In December 2005 H.R. 4437, aka the “Sensenbrenner Bill” was passed by the House of Representatives and the issue of immigration became front page news in American politics. The bill asked for the immediate deportation of all undocumented immigrants, and would make it a crime to assist undocumented immigrants in any way, punishable by up to 5 years in prison. The immigrant rights marches that occurred in the Spring of 2006 further highlighted the political importance of immigration reform within the Latino community, and with an estimated 5 million taking part in the rallies, demonstrated the mobilizing capacity of immigration as an issue.
Since 2006, immigration reform has continually been cited as one of the top issues of concern in the Latino community, and in the 2010 election immigration continued to play a major role in the minds of Latino voters. Latino Decisions election eve poll found that 60% of Latino voters stated immigration was “one of the most important issues” on election day 2010. Despite the salience of immigration, it was the one issue in which goodwill was not found during the lame duck session in December 2010, and the DREAM Act failed to pass in the Senate. Thus, the DREAM Act and immigration reform at large, still looms for the President, the Congress, and Latino electorate.
While the economy is an obvious issue of concern for Latinos and all Americans in 2011, the February 2011 impreMedia-Latino Decisions tracking poll found strong evidence that immigration in general, and the DREAM Act specifically, continue to rank high on the Latino agenda. Overall, 47% of Latino registered voters stated immigration was currently the most important issue facing the Latino community, while 85% said they supported the DREAM Act.
Though the vote on the DREAM Act is in the past, it could still loom large in 2011-12 as Latino voters ask both parties what they have accomplished on this very important issue. Indeed, there is some evidence in the impreMedia-Latino Decisions tracking poll that the lack of progress on immigration may be hurting opinions of the Democrats, not just Republicans. Voters were asked to assess how good or poor of a job each party was doing in their outreach to Latino voters. Among those who said the Democratic Party was doing a good job reaching out to Latinos, 42% cited immigration as their top concern for lawmakers to address. In contrast, those who rated Democratic outreach unfavorably were more likely to state immigration was the number one priority. Among those who said the Democrats don’t seem to care about Latinos, 56% called immigration the top issue, and among those who thought the Democrats were being hostile to Latinos, 60% said immigration was the most important issue for Congress and the President to address. By comparison, opinions of Democratic outreach do not appear to be correlated at all with concern over the economy, perhaps because considerable attention is being paid to the economy. In contrast, the major accomplishments on immigration over the past two years have been to approve $600 million for border security coupled with a significant growth in raids and a“dramatic increase” in deportations.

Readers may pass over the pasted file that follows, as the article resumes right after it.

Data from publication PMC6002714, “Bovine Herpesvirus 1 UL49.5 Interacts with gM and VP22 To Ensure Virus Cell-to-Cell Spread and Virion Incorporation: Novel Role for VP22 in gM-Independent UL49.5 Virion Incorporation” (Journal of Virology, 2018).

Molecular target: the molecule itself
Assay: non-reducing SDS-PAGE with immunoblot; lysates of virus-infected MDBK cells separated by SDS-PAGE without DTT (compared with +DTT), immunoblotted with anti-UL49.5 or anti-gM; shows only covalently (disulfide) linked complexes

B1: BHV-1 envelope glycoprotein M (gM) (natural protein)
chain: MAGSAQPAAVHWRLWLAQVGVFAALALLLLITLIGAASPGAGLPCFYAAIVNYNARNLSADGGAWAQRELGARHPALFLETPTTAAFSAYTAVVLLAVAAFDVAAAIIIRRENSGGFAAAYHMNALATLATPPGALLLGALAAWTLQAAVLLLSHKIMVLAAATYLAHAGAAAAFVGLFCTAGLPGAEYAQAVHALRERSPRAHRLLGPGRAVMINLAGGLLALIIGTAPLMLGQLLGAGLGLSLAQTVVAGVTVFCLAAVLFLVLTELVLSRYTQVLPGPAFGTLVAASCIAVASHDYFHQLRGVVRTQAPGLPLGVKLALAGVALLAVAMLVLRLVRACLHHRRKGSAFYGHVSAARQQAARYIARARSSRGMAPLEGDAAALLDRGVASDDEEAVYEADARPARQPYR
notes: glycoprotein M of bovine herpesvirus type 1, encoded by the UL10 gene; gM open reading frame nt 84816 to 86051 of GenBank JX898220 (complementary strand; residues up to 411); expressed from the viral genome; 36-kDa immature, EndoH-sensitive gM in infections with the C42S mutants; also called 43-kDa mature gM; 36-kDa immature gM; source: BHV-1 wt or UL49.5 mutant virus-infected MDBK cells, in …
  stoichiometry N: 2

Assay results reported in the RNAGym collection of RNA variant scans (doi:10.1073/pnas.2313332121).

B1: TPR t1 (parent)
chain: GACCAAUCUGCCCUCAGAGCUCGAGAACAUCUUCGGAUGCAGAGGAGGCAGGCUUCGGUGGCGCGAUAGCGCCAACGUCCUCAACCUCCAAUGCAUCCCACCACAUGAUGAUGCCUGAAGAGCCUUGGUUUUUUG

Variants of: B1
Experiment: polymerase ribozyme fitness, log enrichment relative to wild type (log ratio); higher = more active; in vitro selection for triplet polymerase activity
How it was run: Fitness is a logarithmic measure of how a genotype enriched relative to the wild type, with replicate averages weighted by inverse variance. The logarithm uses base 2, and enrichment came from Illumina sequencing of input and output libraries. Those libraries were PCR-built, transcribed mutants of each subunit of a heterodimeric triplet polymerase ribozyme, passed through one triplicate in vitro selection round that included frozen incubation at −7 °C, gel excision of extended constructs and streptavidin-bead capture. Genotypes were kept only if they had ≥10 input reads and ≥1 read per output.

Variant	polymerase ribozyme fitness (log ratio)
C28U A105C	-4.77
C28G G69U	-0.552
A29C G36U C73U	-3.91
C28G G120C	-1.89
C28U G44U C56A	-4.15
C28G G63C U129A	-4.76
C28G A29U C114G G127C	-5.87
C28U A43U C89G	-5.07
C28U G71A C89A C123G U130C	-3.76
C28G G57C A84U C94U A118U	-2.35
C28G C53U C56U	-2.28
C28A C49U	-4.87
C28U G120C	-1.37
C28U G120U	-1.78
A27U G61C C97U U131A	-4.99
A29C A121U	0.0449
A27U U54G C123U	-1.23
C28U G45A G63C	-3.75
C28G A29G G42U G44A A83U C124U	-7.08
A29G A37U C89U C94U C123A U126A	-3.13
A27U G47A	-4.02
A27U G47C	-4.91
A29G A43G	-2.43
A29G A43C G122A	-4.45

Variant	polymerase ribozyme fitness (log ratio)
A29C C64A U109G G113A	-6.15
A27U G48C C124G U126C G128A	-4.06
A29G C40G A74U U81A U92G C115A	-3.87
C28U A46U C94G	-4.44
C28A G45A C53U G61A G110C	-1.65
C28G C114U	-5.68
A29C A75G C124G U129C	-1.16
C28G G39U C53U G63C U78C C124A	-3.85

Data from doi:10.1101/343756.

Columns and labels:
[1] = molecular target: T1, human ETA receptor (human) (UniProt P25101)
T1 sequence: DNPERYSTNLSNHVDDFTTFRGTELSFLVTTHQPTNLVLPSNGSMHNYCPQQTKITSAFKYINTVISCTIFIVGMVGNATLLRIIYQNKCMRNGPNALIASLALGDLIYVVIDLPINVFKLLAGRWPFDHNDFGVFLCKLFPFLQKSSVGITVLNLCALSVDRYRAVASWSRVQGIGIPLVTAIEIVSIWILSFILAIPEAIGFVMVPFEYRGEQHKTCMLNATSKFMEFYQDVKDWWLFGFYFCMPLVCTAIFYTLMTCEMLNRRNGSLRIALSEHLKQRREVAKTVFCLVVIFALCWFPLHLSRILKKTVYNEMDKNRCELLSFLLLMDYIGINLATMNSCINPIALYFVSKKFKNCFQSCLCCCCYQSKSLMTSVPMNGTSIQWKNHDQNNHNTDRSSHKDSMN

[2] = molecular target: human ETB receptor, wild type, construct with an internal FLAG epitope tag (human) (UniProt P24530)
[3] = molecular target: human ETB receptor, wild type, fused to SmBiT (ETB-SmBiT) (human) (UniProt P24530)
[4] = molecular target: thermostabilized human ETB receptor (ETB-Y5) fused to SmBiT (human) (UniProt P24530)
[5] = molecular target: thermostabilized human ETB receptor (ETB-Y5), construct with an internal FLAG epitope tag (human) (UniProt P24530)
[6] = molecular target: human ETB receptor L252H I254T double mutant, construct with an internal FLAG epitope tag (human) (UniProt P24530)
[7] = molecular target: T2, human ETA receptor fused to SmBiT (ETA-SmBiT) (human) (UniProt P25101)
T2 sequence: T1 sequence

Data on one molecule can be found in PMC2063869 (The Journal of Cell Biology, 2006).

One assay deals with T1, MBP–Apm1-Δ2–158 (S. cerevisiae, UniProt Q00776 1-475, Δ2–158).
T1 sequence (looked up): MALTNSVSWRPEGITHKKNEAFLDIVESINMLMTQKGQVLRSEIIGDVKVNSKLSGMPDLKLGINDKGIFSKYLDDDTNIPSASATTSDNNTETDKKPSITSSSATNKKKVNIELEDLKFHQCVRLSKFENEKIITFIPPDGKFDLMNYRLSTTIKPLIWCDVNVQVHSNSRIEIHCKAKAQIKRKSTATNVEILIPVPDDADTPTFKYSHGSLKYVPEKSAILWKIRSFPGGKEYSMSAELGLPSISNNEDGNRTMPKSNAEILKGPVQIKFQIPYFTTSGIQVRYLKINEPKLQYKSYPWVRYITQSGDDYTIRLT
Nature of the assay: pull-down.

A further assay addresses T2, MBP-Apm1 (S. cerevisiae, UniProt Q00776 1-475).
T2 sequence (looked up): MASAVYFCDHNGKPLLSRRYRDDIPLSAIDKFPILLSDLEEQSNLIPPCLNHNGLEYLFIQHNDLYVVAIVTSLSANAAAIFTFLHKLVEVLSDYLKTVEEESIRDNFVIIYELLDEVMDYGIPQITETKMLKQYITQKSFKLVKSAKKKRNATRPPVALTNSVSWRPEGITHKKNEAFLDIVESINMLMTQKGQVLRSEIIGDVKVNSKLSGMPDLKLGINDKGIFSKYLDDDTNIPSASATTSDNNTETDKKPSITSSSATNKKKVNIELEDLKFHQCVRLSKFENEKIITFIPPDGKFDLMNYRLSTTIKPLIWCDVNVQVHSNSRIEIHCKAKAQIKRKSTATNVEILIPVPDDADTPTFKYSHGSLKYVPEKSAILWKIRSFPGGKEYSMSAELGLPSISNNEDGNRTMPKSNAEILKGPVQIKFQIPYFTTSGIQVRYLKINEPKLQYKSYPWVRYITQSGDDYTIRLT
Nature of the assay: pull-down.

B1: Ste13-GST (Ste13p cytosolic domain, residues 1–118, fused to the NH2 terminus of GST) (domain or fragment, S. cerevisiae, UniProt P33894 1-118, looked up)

Looking to 2012, it is clear that immigration and the DREAM Act will still be on the minds of Latino voters. As a recap, 60% said immigration was one of the most important issues in the 2010 election, and 47% said it was the top issue in February 2011 – more than any other issue. Not surprisingly, support for the DREAM Act is strongest, indeed almost universal, among those who say they will vote for Obama in 2012. We broke out support for the DREAM Act by intended vote choice in 2012 and found regardless of how Latinos will vote, a very strong majority support the DREAM Act. Among Obama voters, 79% strongly support and 14% somewhat support the DREAM Act – that’s 93% support for seeing this bill passed among the President’s Latino base. Further, among those who say they are undecided 62% strongly support DREAM with 23% somewhat support, all told 85% in favor. Even among those who plan to vote for a GOP candidate in 2012, Republican contenders should take note, that Republican leaning Latinos also supported the DREAM Act by a big margin: 52% strongly support and 23% somewhat support, totaling to 75% approval of the bill.
As the 2012 presidential election already starts to take shape, we will hear candidates make all sorts of statements about immigration reform, whether they are promises of reform or attacks on undocumented immigrants. Either during the primary debates or the general election, the candidates will be asked if they support or oppose legislation like the DREAM Act, and without a doubt, Latino voters will be paying close attention.